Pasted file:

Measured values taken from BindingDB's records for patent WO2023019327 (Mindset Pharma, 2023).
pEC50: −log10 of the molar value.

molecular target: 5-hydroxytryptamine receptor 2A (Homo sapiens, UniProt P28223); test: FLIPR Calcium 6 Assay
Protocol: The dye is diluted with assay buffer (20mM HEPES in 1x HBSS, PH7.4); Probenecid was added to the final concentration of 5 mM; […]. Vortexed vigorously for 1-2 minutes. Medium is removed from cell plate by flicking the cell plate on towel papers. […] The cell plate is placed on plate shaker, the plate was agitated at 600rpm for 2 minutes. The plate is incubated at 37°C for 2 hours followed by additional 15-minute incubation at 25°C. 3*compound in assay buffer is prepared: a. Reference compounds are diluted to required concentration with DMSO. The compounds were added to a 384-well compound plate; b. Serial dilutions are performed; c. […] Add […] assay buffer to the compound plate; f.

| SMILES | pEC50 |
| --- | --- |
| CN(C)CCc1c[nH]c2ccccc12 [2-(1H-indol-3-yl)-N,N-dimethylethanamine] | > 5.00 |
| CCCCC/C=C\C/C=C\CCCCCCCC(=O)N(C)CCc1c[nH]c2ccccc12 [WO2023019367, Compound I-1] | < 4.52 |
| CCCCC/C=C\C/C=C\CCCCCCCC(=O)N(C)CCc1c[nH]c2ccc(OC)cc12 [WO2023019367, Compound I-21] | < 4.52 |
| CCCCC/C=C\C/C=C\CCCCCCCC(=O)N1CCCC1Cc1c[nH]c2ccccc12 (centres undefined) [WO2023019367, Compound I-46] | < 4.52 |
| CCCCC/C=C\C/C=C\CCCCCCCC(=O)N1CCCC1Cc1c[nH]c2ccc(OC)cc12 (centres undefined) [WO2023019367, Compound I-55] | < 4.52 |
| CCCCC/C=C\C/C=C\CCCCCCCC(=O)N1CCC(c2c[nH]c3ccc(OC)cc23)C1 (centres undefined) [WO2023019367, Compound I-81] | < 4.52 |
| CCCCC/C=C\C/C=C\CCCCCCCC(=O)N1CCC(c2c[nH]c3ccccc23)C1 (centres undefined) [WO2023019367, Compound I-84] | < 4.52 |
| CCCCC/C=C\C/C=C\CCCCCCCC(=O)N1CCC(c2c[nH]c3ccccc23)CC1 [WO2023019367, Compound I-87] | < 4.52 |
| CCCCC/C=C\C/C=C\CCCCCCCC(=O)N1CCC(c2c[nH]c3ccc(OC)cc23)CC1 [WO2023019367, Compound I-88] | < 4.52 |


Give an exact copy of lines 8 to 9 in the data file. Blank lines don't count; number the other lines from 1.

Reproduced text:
| CCCCC/C=C\C/C=C\CCCCCCCC(=O)N(C)CCc1c[nH]c2ccccc12 [WO2023019367, Compound I-1] | < 4.52 |
| CCCCC/C=C\C/C=C\CCCCCCCC(=O)N(C)CCc1c[nH]c2ccc(OC)cc12 [WO2023019367, Compound I-21] | < 4.52 |